The Seattle-based Bill and Melinda Gates Foundation will prioritize female farmers in Africa and Asia through its agricultural program in an effort to reduce poverty and boost agriculture, the Associated Press reported June 24. The foundation’s program gives $800 million in grants yearly on global health. In Africa 80 percent of food production is controlled by women; in South Asia 60 percent of food production is.
The announcement came a day before Bill Gates stepped away from his 33-year tenure as the founder of Microsoft. Once the wealthiest man in the world, Gates will now focus on the foundation’s charitable work, particularly the fight against poverty and malaria, the Economist reported June 26.
More News to Cheer This Week:
- On June 23, President George W. Bush nominated Lt. Gen. Ann E. Dunwoody to take over the Army Materiel Command as a four-star general, which will make her the first U.S. women to reach the high military ranking. The command is responsible for equipping and arming all Army soldiers. Currently there are 57 active-duty female generals in the armed forces, five of whom are lieutenant generals.
- Nepal’s 601-seat parliament met for the first time at the end of May with 191 female members, the Inter Press Service reported June 24. The parliament recently dissolved the monarchy following elections in December that implemented a 33 percent quota for women. Thirty women won seats, and 161 women were allocated seats, increasing their ranks significantly from just 12 female members in 1999.
- The United Nations Security Council unanimously approved a resolution June 19 calling rape a war crime and component of genocide, the Associated Press reported. Sexual violence has been widespread in conflicts in the Democratic Republic of Congo and Sudan, while in some cases U.N. peacekeepers have faced charges as well.
- The number of states participating in the Bush’s administration push for abstinence education is down 40 percent over the past two years, as skeptical states are rejecting millions of federal dollars, the Associated Press reported June 24. Around $50 million has been budgeted for 2008, and currently 28 states are in the program. Iowa and Arizona are the latest states to refuse their share of federal grants beginning with the next fiscal year. A congressional study last year concluded the programs were ineffective.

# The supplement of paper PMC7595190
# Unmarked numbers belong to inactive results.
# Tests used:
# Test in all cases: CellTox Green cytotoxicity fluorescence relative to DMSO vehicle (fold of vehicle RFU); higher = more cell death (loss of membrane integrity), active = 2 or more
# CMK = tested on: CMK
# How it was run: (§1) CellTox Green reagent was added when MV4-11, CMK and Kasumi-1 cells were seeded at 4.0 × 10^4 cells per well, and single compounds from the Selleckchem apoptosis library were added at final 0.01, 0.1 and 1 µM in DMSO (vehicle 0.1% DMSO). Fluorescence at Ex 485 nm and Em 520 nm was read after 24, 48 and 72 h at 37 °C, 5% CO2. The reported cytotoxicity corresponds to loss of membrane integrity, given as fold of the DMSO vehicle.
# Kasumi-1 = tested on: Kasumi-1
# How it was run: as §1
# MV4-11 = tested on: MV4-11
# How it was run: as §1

- Sixty percent of U.S. Reform Jewish rabbinical students and 84 percent of those studying to become cantors are female, reported the Boston Globe June 22. Girls are also outnumbering boys 2-to-1 in youth group programs and summer camps.
- On June 23, Dallas archeologist Kathleen Gilmore became the first woman to receive the Texas Governor’s Award for Historic Preservation, the state’s highest honor for historical work, the Dallas Morning News reported June 26. Gilmore, 93, had first been a geologist for 25 years and now is known for discovering the historic site where French explorer La Salle built Fort St. Louis.
- Women’s eNews Tokyo correspondent Catherine Makino will become president of the Foreign Correspondents’ Club of Japan July 1. The club defends freedom of the press and promotes friendly relations between Japan and other countries. Makino is the second woman in the club’s 63-year history to be president.
Two separate rape cases that left an 11-year-old Romanian and 14-year-old Polish teen pregnant have raised controversies in their countries, the Irish Times reported June 18.
The Romanian girl was initially denied an abortion in her home country because her pregnancy was not confirmed until after the 14th week, the time limit for the procedure in Romania unless the fetus is deformed or the mother’s life is in danger. The girl was initially afraid to report her teen uncle, who allegedly raped and threatened her, but a medical panel would not allow an abortion because the crime was not proven. Now 21 weeks pregnant, her family decided to take her to Britain, where abortion is legal until the 24th week, even though the Romanian government relented in the end, the AP reported June 27.